Harquahala Mountain: La Paz County Highpoint

My original plan, after visiting Mt. Lemmon and Rice Peak was go head down and climb Mt. Wrightson, the Santa Cruz county highpoint, but for reasons I can’t really explain, I just wasn’t feeling like it. I drove up through the mountains to the east and then circled back around to the west. And then, I just kept driving west.

During the winters I spent in Arizona, especially around the Quartzsite area, I’d really been wanting to hike or drive up Harquahala Mountain, the La Paz county highpoint. I’d heard that although 4 wheel drive is recommended that it doesn’t require high clearance. Sounds just perfect for an XJ! As I reached Gila Bend, I was pretty sure Harquahala was my destination. Darkness fell about the time I reached Buckeye but that didn’t stop us from tackling the approximately ten miles to the summit in the dark. Ruth handled everything masterfully (honestly the road was not that difficult and we did 90+% in two wheel drive and reached just one switchback where 4wd became necessary). Atop the summit, I had my sixth Arizona county highpoint!

Ruth on Harquahala Mountain

At the summit, I realized the battery on my DSLR was dead. I’m super disappointed because the moon was SO BRIGHT that I kind of wanted to play around with some long exposures. Since that didn’t happen, I bundled up (although the breeze was warm) and Sprocket and I enjoyed the twinkling lights of the small towns to our west and of the I-10 corridor.

Sunrise

It was cozy cuddled with Sprocket in the back of the Jeep but as the sun started to rise, I crawled out of bed to take it all in. Absolutely incredible.

Vista

Sunrise vista

Sunrise Vista

After wandering around a bit, we headed down hill, the sun still putting on a spectacular show (and illuminating the beautiful scenery we’d missed driving up in the dark).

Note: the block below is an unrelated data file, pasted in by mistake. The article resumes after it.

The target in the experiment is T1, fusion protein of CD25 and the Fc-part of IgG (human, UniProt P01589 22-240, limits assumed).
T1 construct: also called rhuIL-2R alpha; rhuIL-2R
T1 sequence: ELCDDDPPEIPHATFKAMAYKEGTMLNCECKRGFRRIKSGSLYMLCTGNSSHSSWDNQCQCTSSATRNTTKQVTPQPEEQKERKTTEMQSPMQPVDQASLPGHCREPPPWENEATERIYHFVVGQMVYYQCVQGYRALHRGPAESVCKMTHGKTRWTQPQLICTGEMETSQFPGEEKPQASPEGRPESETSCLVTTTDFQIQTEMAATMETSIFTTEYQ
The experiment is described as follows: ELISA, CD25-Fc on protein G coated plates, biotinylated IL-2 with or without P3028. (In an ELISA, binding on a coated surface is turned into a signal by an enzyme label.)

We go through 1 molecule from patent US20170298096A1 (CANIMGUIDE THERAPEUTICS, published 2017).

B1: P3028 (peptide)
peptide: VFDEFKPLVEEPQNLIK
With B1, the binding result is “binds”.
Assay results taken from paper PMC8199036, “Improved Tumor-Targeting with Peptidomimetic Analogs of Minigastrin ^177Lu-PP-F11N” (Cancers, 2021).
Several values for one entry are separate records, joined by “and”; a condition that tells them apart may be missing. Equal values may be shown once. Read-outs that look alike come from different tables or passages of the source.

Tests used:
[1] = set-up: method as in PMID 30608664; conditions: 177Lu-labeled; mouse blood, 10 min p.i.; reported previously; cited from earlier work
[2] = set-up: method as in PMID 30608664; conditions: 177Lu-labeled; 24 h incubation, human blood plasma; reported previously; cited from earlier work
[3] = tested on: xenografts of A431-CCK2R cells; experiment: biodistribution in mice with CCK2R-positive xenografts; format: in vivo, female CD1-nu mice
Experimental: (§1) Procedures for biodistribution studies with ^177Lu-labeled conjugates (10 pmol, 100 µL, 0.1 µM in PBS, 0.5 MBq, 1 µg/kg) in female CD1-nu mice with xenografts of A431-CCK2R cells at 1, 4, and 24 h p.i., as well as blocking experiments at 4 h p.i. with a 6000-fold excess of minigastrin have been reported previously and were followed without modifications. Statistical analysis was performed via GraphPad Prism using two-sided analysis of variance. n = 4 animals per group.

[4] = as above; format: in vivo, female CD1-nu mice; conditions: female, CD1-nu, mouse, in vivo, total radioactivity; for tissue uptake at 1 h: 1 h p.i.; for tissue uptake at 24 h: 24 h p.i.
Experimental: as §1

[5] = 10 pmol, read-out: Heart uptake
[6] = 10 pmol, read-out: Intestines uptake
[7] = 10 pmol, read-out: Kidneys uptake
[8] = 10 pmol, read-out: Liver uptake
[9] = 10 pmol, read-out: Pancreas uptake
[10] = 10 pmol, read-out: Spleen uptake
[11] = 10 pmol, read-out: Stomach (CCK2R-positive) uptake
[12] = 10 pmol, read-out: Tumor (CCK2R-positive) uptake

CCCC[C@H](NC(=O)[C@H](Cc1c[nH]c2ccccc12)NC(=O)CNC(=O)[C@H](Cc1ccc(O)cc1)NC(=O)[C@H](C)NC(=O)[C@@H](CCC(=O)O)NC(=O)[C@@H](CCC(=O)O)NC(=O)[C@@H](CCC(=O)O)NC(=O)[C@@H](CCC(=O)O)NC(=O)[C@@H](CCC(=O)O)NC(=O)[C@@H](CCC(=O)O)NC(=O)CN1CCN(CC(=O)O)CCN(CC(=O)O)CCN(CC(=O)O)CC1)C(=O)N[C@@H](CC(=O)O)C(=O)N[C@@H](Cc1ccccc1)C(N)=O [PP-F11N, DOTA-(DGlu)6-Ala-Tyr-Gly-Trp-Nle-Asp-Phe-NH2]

View back to Harquahala Mountain

Harquahala Mountain

Harquahala Mountain

This was an amazing drive! It wasn’t technical but the desert mountain views were incredible! It was such an amazing day to wake up and start the day.

Harquahala Mountain Backcountry Byway

Canyon Hike Near Slickrock, Colorado

Two weeks ago, F, Sprocket, and I set out for some adventuring with our new friend Karen. We met Karen in Ridgway when she was passing through on her DRZ (just like F’s). The next thing we knew, the jeep was loaded up and Sprocket and I were playing sag wagon for three days as F and Karen made their way to Moab the long way.

Our first meetup was planned for Slickrock, Colorado. We all pulled out of Ridgway mid-morning and Sprocket and I headed directly for Slickrock. The skies over the mountains were looking questionable and we were hoping to stay west of the storms. Since I’m not really familiar with the area and realized that Slickrock is the “dead zone” between many of the Trails Illustrated and Latitude 40 maps, I stopped at the ranger station in Norwood to see if they had any additional information. The very helpful volunteer helped me pick out a couple of BLM maps for the area. ($4 each! With topo lines!)

When Sprocket and I arrived in Slickrock, we picked a narrow canyon and headed out for a hike. To get a better view of the area, we passed the entrance to the canyon and hiked along the road to a viewpoint above the river:

Dolores River

Dolores River